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July 2002, Volume 8, Number 3

ALRB: Decisions, Unions

The ALRB issued five decisions in the first half of 2002. In Pete Vanderham Dairy, Inc, 28 ALRB 1, the Board certified Dairy Employees Local 17 as bargaining representative for three workers; the union won the election on a 2-0 vote.


In Albert Goyenetche Dairy, 28 ALRB 2 and 28 ALRB 5, the vote in the February 22, 2002 election was 15-14 for the UFCW Fresh Fruit and Vegetable Workers Union, Local 1096, with one challenged ballot, which was cast by a supervisor. The ALRB certified Local 1096 as bargaining representative.


In The Elmore Company, 28 ALRB 3, Elmore fired employee Lopez, and Lopez charged that the discharge in August 2000, after 19 years of employment as an irrigator with no disciplinary notices, was in retaliation for his protected concerted activities. In August 2000, Lopez protested on behalf of the crew a supervisor's change of the work day from 10 to nine hours, and the next day was fired by the supervisor for insubordination when he swore at the supervisor who gave him an English-language copy of the law, as he only understood Spanish.


The ALRB agreed that the second day's conversation was a continuation of the protected concerted activities the day before, and thus that Lopez's speech was protected because it occurred before work began, dealt with the reduction in hours, was not a threat, and that Lopez's outburst was arguably a response to an employer ULP. The ALRB ordered Lopez reinstated with back pay. Two board members analyzed Lopez's behavior on the basis of Atlantic Steel (1979) 245 NLRB 814; one on the basis of Wright Line (1980) 251 NLRB 1083.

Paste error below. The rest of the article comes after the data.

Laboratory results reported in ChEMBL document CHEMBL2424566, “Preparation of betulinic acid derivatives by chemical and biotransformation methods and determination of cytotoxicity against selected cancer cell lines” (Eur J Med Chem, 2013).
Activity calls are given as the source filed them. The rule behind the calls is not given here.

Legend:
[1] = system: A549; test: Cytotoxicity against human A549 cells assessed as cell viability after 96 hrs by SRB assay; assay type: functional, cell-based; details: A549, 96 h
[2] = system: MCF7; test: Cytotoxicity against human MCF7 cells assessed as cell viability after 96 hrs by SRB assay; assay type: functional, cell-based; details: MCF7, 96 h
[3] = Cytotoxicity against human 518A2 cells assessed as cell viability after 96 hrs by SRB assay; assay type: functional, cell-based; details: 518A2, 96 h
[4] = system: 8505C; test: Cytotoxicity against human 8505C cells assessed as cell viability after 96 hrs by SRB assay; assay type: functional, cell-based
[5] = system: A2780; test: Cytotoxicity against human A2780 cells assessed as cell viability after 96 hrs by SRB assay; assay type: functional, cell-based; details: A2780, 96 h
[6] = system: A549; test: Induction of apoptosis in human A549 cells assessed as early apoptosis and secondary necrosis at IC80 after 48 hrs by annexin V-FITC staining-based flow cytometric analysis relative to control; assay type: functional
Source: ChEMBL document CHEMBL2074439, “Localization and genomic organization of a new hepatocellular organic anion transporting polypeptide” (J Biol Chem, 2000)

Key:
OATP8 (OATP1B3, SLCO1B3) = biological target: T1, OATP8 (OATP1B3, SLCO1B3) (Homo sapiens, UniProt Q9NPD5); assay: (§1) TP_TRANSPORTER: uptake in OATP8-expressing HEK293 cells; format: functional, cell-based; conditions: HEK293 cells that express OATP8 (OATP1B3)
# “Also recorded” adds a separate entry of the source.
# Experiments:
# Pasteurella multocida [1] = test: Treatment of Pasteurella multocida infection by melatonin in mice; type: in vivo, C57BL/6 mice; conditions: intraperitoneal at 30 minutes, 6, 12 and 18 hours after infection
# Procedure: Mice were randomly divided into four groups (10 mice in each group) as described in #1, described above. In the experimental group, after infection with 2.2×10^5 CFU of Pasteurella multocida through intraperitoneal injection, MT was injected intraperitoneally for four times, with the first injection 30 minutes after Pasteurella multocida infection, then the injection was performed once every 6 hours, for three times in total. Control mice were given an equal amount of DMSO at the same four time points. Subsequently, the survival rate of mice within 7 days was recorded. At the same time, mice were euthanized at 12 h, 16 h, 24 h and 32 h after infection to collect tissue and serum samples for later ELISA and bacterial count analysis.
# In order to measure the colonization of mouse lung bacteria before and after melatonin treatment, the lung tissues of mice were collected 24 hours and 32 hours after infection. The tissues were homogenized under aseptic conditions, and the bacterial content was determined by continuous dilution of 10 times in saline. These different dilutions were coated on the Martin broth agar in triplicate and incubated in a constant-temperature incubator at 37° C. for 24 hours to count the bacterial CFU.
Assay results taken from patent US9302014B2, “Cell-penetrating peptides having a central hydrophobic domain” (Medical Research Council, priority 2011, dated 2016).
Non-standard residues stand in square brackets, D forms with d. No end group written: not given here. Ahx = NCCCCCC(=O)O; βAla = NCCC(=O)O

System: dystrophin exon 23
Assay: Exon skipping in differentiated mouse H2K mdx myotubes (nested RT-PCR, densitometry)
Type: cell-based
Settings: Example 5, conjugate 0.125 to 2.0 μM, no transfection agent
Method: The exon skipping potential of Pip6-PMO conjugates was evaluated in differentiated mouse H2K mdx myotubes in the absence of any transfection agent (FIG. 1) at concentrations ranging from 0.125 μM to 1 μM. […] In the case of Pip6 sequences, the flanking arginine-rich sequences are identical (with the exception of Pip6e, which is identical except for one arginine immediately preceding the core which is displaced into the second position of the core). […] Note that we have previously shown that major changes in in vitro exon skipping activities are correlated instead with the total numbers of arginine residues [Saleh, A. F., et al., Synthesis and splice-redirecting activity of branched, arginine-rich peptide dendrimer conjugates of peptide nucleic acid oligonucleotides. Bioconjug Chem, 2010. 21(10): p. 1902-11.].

In Pictsweet Mushroom Farms, 28 ALRB No. 4, the Board upheld an ALJ ruling that mushroom picker Andrade was unlawfully fired by Pictsweet for engaging in protected concerted activities on behalf of a fellow worker, not for fighting with his supervisor. Andrade, a mushroom picker, was fired after a May 27, 2001 in which he grabbed his supervisor.


The ALJ found that Andrade was provoked into grabbing his supervisor's hand, and thus could not be fired for fighting with his supervisor. The ALRB agreed, and added that Pictsweet could not show that it would have fired him for grabbing the supervisor if he were not engaged in union activities.


UPS-Teamsters. United Parcel Service and the Teamsters union agreed on a six-year contract in July 2002 that raises employee pay and benefits by about four percent a year; the Teamsters represent 230,000 UPS workers. Under the new contract, pay for full-time drivers would increase from $23.11 an hour to $28.11 over the six years, and their benefits package would grow by $3.75 an hour. Part-time employees, who make up more than half of the company's work force, now earn an average of $11 an hour, and they would see their pay rise by $1 an hour each year of the contract. The Teamsters have 1.4 million members.


Lesli A. Maxwell, "UFW aims to harvest key shift in farm labor law," Fresno Bee, July 21, 2002. Fred Alvarez, " Bill Could End Impasse at Pictsweet," Los Angeles Times, July 8, 2002. Fred Alvarez, "After a Life in the Fields, Farm Workers Looking for a Place to Call Their Own," Los Angeles Times, July 8, 2002. Fred Alvarez, "Dispute over size of UFW is reopened," Los Angeles Times, June 10, 2002. Fred Alvarez, "Pictsweet told to rehire UFW supporter," Los Angeles Times, June 6, 2002. Mark Martin, "UFW could force Davis' hand," San Francisco Chronicle, May 5, 2002. Lesli A. Maxwell, "UFW clash with growers looming. A new bill would mandate arbitration when contract talks hit an impasse," Sacramento Bee, April 24, 2002.


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